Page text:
Compiled by Mari Erin Roth
Last week produced some much needed snow in Northern California. Reports range from 2-4 feet at lake level. The break between that and the next round of snow has passed and the current weather system is predicted to last through the rest of the week. There is ice forming in the North and West sections of the lake and water temps are in the high 30’s to low 40’s. Lake level continues to inch up, sitting at 4477.1 as of the Winter Solstice, Dec. 21. There has been a slow but steady increase since the season low of 4474.8 on October 21.
Highway 70 was opened for a couple of days the last week of the year but has since closed again due to flooding and rock slides. Chain restrictions were in place for most of last week on all roads in Plumas County. Travelers can expect the same through at least Saturday. The Canyon Dam boat ramp remains the only public ramp available.
“So that’s what is happening above water, let’s take a look at what is happening IN Lake Almanor for fishermen,” said John Crotty of Almanor Fishing Association. “Fishing pressure was minimal last week and folks can expect that trend to continue for the next few weeks.” Bank fishermen are concentrating their efforts around the dam; the trail at Hamilton Branch is treacherous at best. Trollers willing to chance the elements can be rewarded with big fish this time of year. When and if we get breaks in the weather, the East Shore, Dorado, Big Cove, A-Frame to Rec #1, and the towers off Prattville are all good places to begin the day.
“It’s hard to believe we have another year in the record books, 2021 was a blur and I for one am thankful to be done with it,” said Crotty. “I am optimistically looking forward to 2022 and returning to normalcy here in Plumas County. I would like to thank all of you for your continued support of AFA; through your generosity AFA is financially sound. Deb is starting on our annual newsletter, we will soon be mailing out membership renewal notices and we are currently in the planning stages for our Veterans Fishing Day, youth fishing events and our annual picnic.”
The pen fish are fat and healthy and will be ready for release in late April. “I am proud to announce our volunteer feeders have not missed a day of feeding in more than two and a half years,” said Crotty. “While this board is extremely proud of our accomplishments we must remain diligent, Project 2105 and PG&E’s re-licensing contract, is currently in front of FERC for approval.”
Crotty recently attended a ZOOM Meeting hosted by Susan Bryner of the Lake Almanor Chamber of Commerce, LACC and the Lake Almanor Foundation. A synopsis of the meeting was posted on the Lake Almanor Chamber of Commerce Town Chatter and here follows a copy as posted:
A meeting of organizations across the Almanor Basin was convened on December 24 to solicit interest in joining and funding efforts to obtain legal representation in the ongoing re-licensing of the Upper North Fork Feather Hydroelectric Project before the Federal Energy Regulatory Commission (the “2105 Project”). Those represented were:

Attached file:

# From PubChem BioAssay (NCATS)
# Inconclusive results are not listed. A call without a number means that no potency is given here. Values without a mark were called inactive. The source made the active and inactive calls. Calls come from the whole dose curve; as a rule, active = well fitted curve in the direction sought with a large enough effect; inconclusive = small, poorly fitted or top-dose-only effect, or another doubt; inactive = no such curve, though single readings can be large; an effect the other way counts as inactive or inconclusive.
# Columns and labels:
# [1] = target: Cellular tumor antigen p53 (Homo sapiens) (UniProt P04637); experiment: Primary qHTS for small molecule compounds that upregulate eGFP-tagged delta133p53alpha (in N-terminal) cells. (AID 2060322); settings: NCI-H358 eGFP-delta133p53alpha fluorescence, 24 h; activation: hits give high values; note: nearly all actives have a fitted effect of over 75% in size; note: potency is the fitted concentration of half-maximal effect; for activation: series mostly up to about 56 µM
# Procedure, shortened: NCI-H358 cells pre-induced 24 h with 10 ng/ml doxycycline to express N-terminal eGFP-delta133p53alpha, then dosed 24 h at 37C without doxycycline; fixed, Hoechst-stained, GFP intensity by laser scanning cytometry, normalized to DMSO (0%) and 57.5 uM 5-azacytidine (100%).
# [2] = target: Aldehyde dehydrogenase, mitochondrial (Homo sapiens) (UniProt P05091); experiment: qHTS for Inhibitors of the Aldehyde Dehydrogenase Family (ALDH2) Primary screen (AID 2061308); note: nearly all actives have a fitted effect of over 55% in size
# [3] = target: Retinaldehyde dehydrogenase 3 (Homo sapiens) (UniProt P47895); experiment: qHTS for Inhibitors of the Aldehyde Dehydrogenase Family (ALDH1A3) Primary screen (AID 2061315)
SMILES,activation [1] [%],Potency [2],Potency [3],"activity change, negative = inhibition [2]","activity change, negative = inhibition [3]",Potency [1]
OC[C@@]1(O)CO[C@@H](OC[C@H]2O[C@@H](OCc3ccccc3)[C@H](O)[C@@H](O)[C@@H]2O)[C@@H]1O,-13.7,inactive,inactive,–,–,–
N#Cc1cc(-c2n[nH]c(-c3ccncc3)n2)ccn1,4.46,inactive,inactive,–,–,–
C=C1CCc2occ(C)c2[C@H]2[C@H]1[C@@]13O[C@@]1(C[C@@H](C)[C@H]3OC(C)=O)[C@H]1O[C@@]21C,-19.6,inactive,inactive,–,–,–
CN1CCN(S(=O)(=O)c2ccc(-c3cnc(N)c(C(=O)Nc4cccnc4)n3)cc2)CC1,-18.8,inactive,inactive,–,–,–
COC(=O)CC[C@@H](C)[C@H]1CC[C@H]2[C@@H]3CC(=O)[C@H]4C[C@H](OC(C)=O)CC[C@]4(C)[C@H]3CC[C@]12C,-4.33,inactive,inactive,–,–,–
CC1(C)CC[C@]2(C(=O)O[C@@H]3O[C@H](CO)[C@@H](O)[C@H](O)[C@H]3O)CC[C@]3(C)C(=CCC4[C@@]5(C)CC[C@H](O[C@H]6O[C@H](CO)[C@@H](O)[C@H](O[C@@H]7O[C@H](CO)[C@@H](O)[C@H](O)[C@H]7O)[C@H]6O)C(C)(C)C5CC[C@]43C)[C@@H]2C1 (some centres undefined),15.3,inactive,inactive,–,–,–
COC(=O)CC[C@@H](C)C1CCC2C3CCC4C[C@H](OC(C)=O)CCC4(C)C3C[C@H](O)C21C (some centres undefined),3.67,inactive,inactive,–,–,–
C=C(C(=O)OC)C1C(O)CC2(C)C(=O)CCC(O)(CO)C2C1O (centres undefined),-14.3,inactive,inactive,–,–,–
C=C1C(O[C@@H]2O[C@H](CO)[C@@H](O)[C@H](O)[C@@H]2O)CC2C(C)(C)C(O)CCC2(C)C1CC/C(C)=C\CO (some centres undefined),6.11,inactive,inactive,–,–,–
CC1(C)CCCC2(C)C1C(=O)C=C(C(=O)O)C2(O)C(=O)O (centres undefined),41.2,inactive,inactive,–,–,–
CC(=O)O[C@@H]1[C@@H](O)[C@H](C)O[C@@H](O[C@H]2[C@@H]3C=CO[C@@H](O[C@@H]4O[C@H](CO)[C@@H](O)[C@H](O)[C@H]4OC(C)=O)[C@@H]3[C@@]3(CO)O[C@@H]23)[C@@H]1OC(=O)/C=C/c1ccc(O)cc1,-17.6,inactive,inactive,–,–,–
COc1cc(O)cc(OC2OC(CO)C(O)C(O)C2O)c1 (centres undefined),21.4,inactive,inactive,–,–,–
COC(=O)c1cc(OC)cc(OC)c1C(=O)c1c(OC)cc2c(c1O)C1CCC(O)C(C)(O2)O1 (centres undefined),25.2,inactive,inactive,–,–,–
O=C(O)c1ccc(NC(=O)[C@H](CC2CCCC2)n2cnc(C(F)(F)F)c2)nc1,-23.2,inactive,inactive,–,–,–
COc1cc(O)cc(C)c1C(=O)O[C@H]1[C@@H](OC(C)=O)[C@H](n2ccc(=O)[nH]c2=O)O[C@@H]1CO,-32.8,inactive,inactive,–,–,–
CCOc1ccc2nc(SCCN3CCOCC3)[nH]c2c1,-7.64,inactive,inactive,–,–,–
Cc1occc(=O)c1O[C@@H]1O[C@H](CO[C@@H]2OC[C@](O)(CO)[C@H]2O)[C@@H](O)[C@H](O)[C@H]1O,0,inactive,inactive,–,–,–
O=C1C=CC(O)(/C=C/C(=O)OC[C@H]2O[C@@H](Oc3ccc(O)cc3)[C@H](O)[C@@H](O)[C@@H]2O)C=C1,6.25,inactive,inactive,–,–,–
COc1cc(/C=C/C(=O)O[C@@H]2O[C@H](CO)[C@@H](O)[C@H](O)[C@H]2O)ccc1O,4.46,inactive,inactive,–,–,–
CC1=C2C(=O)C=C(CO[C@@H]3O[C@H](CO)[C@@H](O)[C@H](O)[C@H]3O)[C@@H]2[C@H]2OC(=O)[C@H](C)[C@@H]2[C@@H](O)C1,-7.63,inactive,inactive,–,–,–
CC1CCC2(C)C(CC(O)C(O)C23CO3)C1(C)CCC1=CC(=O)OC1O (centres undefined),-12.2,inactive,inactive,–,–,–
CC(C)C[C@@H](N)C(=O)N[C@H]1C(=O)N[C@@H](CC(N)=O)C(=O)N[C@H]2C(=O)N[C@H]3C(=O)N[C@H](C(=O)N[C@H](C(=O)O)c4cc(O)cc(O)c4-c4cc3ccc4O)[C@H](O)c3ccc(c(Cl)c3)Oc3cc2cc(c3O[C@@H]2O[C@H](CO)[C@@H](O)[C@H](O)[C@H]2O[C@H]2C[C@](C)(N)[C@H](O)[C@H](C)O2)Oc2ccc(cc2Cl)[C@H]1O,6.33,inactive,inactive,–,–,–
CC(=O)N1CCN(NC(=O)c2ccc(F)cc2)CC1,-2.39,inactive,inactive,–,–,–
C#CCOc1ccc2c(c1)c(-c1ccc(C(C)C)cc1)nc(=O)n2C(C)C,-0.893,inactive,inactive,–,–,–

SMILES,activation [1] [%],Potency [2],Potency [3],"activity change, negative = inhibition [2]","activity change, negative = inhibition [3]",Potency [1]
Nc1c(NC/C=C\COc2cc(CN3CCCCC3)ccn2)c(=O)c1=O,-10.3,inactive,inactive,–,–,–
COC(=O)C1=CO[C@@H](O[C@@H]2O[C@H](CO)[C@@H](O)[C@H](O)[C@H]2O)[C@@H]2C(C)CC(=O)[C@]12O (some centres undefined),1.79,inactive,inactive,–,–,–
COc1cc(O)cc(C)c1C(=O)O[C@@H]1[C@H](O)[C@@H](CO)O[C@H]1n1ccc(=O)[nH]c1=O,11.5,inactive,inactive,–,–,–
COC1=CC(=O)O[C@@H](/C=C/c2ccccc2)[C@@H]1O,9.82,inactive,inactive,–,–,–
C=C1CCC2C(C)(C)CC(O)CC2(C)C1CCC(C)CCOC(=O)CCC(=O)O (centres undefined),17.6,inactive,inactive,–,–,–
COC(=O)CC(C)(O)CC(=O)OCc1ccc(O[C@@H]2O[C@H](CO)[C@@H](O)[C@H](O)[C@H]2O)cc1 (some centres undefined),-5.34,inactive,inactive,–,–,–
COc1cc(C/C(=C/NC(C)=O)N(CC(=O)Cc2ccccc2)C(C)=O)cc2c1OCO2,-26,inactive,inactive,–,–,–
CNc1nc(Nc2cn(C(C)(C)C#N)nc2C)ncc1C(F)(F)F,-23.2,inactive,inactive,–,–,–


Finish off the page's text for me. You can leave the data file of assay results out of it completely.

Rock Creek Energy Group – Sharon White
Congressman LaMalfa’s Office – Shane Starr
Save Lake Almanor Committee – Wendi Durkin
Lake Almanor Area Chamber – Susan Bryner, Tom McGowan
Lake Almanor Area Country Club – Kristy Cox, Phil Scruggs, Jeffrey Janus
The Almanor Foundation – Moorea Stout, Shawn McKenzie
West Almanor Community Club – Mike Wilhoite
Lake Almanor Watershed Group – Gena Johnston, Peggy Fulder
Almanor Fishing Association – John Crotty
The group was presented with a summary of options prepared by the Rock Creek Energy Group on behalf of the Lake Almanor Country Club Home Owners Association for moving forward should a ruling be damaging to Lake Almanor. According to this summary, given the recent change in circumstances due to the State Water Resources Control Board’s (SWRCB) issuance of a water quality certification (WQC) for the Project that requires supplemental flows from Lake Almanor for the benefit of downstream fish habitat, the group has several options to participate in the re-licensing to advocate for protection of its interests. These included filing a motion to intervene out-of-time, filing comments advocating for FERC’s rejection of the SWRCB’s measure requiring supplemental flows.
The group unanimously agreed to work together, engage the Rock Creek Energy Group to file the motion to intervene out of time, and to file a further coalition letter to FERC.
The Lake Almanor Country Club HOA has taken the lead in filing the motion to intervene. Each organization will pitch in funds and/or fundraising capacity to fund the effort. As a 501c3 formed for such a purpose, the Save Lake Almanor Committee was asked to be the recipient of donations. Wendi Durkin asked that those interested in assisting in rebuilding the capacity of the Save Lake Almanor Committee contact her at [email protected].
While Project 2105 has been in the works for close to 20 years it is far from over; the Lake Almanor Community is prepared to unify and fight in court any ruling that authorizes the additional release of cold water from Almanor. The AFA Board will meet to discuss our financial contribution to support litigation if/as needed and I will keep you posted as information becomes available.